QUINN LOSES... SO DO TAXPAYERS You probably know by now that Gov. Pat Quinn lost his attempt to cancel paychecks for lawmakers. Cook County Circuit Judge Neil Cohen sided with House Speaker Michael Madigan and Senate President John Cullerton in their lawsuit against Quinn. Cohen ordered that lawmakers receive back pay plus interest (you'll pay for that). Quinn is planning to appeal (you'll pay for that too) but Comptroller Judy Baar Topinka already has issued the back pay, so this could get a bit complicated. Find Cohen's full decision and the latest reaction and developments here.
BACK TO PENSIONS You have to give Quinn credit for one thing: His cancellation of lawmaker paychecks kept pension reform high in the news cycle through the summer. But it didn't have its intended effect of speeding up the work of the General Assembly's special conference committee on pension reform. We hear a finished bill from the committee is imminent but we're concerned whether the compromise they've forged sufficiently addresses the scale of the pension crisis. Use our Sound Off tool to keep the pressure on for a pension reform bill that will both get the state out of its financial quagmire and keep pension systems solvent. Sound Off lets you notify your legislators plus Gov.Pat Quinn and the four legislative leaders in a few easy clicks. Use the message already or create your own. Give it a try!
FIXING EAST ST. LOUIS Last month we featured a St. Louis Magazine interview with East St. Louis native and activist Matt Hawkins, who is collecting signatures to get a referendum on the 2014 ballot to dissolve his chronically troubled hometown as a legal entity. We call this the ultimate reboot. Response to the piece was tremendous. Now Hawkins has taken another step in his effort by filing a federal lawsuit that seeks to strip East St. Louis' election commission of authority to conduct elections and register voters. This is a commission that recently reported more registered voters than East St. Louis has residents of voting age. Eat your heart out, Chicago. Find out more here.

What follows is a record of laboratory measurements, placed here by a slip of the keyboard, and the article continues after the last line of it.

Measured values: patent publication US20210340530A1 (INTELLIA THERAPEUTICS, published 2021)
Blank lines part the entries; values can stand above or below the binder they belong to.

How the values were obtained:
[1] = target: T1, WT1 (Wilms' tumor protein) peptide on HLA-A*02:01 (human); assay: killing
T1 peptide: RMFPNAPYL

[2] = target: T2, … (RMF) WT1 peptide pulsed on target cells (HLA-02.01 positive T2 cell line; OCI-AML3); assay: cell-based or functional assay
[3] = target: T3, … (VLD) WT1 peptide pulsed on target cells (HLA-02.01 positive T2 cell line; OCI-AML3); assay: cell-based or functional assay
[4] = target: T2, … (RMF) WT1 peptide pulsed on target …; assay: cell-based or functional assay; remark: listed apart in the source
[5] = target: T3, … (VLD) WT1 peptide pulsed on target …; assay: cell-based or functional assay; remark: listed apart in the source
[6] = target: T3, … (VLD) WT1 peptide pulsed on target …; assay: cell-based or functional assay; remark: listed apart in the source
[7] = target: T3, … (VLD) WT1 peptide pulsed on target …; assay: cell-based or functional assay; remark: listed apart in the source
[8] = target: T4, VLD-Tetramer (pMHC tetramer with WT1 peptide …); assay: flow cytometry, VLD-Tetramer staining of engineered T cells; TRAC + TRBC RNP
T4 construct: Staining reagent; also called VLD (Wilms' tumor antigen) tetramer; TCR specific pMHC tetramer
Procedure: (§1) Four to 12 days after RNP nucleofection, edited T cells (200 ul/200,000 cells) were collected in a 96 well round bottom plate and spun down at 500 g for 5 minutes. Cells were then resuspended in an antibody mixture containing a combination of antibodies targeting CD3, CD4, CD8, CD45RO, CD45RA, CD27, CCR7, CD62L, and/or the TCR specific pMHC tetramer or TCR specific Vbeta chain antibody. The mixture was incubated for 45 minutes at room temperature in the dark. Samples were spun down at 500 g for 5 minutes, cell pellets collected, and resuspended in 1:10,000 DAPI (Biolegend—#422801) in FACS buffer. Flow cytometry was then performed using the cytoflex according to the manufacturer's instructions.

TAX PAIN One of the biggest complaints about Illinois' tax policy is our heavy reliance on property taxes to fund schools. Ever wondered which counties have the highest property tax bills? Today's Top 25 list has your answer. Check it out and see what the average annual tax bills are in these counties. Click here.
SOUND OFF ON TAXES With the second highest unemployment in the nation, an unresolved pension crisis and businesses complaining about a hostile tax and regulatory climate, the last thing Illinois needs in 2015 is a tax increase. That's the message you can send using our Sound Off tool. Use our message or tailor one to your liking. And if you don't know who your senator and representative are, Sound Off will tell you. Let your legislators in Springfield know you're watching. Click here and Sound Off!
CORPORATE CONTROVERSY A bill in the General Assembly would force publicly traded corporations in Illinois to make public their corporate tax returns. Supporters say wealthy corporations aren't paying their fair share of taxes and this law would hold them accountable. Opponents say it's an unfair effort that will be used to selectively punish individual companies. Illinois Chamber of Commerce President Doug Whitley is in the latter camp. He says Illinois ought to revise its tax code if lawmakers are so concerned about whether corporations are paying what they owe. Read Whitley's view here.
FIVE FOR FRIDAY Here's what's making news in Illinois today as we head into the weekend:
5. State Sen. Jim Oberweis says he supports term limits but that doesn't necessarily mean he will back Bruce Rauner for governor. (Chicago Sun-Times)
4. Senate President John Cullerton says now that Gov. Quinn's suspension of legislator salaries has been overturned, lawmakers can really focus on pension reform. (Associated Press)
3. The city of Dixon is blaming phony invoices and lax auditors for not catching Rita Crundwell's embezzlement of funds. (Chicago Tribune)
2. Opinion: Chicago's pension crisis is here and needs to be dealt with now, not years in the future. (Chicago Sun-Times)
1. Gubernatorial candidate Bill Brady says he will live in the Executive Mansion if elected governor. Meanwhile, all four GOP candidates weigh in on the future possibility of an income tax increase. (State Journal-Register)